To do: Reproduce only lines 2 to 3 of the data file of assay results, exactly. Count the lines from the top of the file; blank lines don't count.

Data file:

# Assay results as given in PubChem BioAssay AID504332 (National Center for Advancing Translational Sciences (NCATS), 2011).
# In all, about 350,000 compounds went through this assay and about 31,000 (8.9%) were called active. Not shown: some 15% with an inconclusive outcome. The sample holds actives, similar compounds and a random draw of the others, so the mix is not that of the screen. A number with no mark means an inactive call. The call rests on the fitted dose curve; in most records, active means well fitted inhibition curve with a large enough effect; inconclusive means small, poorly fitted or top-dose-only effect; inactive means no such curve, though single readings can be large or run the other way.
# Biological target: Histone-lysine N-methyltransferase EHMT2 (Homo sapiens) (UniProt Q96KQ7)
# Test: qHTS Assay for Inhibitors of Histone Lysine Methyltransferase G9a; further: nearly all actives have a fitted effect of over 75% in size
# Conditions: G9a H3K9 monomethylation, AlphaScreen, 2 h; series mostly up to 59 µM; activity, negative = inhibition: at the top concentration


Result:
# In all, about 350,000 compounds went through this assay and about 31,000 (8.9%) were called active. Not shown: some 15% with an inconclusive outcome. The sample holds actives, similar compounds and a random draw of the others, so the mix is not that of the screen. A number with no mark means an inactive call. The call rests on the fitted dose curve; in most records, active means well fitted inhibition curve with a large enough effect; inconclusive means small, poorly fitted or top-dose-only effect; inactive means no such curve, though single readings can be large or run the other way.
# Biological target: Histone-lysine N-methyltransferase EHMT2 (Homo sapiens) (UniProt Q96KQ7)